1. Hi Brooke,

    I totally understand the difficulty of transitioning from the U.S. (or pretty much anywhere else) to China (or vice versa). It’s definitely a learning process, especially because most of the apps that are used there don’t really provide the option of changing languages to anything other than Chinese. The equivalent there to Yelp would be an app called Dazhong Dianping in Chinese, but I doubt it’s accessible for people who can’t read Mandarin. China is definitely an interesting case where the usual travel 2.0 tools we use elsewhere aren’t really that helpful. But it’s also a good reminder that sometimes the easiest way to find good places to go while traveling is still to make use of the human resources available right next to us.
    I also found it funny that you spent so long searching for a restaurant on these app with no result, because that has happened to me and my friends so often as well. We’ve often spent hours on the internet trying to search for a good place to eat while we’re traveling. Sometimes it frustrates me and I miss the days when we would just walk around and pop into whatever restaurant looked good to us at the time. There’s definitely both pros and cons to all these tools, and sometimes the over-abundance of choices, or of information that just doesn’t fit are needs can waste time rather than save it.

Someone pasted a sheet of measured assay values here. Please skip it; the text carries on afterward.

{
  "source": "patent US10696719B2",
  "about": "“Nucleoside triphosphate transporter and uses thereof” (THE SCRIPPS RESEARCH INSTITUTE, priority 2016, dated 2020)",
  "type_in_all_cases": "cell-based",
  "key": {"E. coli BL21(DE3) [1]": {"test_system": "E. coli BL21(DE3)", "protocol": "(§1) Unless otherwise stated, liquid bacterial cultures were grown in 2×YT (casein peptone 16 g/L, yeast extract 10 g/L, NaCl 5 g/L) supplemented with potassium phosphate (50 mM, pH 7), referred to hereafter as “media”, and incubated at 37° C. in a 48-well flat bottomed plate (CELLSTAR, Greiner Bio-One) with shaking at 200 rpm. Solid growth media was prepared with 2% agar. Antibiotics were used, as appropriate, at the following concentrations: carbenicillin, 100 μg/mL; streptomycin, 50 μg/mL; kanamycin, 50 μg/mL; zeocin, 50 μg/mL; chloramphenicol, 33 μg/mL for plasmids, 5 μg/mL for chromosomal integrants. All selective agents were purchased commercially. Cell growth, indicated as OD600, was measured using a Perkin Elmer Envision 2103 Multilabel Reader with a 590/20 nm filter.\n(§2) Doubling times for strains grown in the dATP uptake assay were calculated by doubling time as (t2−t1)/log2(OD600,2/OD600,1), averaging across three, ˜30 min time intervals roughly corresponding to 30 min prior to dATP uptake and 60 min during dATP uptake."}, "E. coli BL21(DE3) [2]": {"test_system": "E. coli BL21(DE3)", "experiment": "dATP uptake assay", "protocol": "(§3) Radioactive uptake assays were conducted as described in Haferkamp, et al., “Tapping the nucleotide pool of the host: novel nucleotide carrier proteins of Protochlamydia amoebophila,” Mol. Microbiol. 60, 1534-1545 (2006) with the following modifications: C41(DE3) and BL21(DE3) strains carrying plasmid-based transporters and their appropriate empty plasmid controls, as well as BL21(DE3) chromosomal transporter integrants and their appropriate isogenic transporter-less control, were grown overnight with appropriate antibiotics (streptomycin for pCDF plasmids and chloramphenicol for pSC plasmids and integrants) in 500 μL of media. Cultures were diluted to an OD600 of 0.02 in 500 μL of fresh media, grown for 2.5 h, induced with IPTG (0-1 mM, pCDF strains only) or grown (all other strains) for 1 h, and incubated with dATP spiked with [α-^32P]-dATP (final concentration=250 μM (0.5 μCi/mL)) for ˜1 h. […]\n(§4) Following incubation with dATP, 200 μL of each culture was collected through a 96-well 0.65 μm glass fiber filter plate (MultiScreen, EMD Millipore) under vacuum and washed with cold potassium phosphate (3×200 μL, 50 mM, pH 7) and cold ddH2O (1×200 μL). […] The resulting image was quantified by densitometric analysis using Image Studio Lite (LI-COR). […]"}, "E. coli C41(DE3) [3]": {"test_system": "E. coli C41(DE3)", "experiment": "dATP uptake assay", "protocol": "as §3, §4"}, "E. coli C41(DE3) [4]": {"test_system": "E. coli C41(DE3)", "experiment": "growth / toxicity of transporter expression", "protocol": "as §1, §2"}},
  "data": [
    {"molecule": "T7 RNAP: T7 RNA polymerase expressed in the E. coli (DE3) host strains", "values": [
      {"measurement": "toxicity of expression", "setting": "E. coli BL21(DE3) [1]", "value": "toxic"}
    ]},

2. Hello Brooke!
    I initially chose to read your story because I’m vegetarian too, so I identify with this struggle to find non-meat menus while abroad. It’s tough! You talk about all of the applications and sites you went through to find somewhere to eat, which is an unfortunately standard process most of the time. I think another good point you bring up about Travel 2.0 is that sometimes it’s so easy to get caught up researching and finding the “perfect place” with perfect reviews, that you lose sight of actually completing the task. I agree that there are pros and cons to using the internet and not, and I appreciate your acknowledgement of frustration in missing simpler times.

  3. Hi Brooke!

    Your post was so humorous! I loved the jokes you included throughout. One thing that you mentioned that I find really interesting is how China essentially has a replacement app for every Western app that exists. While I was in China, I noticed this as well and being a Chinese-American that can’t read Chinese very well (sadly, I wish I could do so better), I can completely understand your struggle with using these apps. On a brighter note though, in terms of vegetarian meals in China, it’s actually very very easy to find a decent meal without meat! Chinese meals usually consist of three elements: meat, veggie, and rice, which usually are served separately. So it’s very easy to omit meat from your meal! On every Chinese menu, you will always find a list of veggie-only dishes. For some help finding this list, vegetables are called “菜” (pronounced as tsai) in Chinese!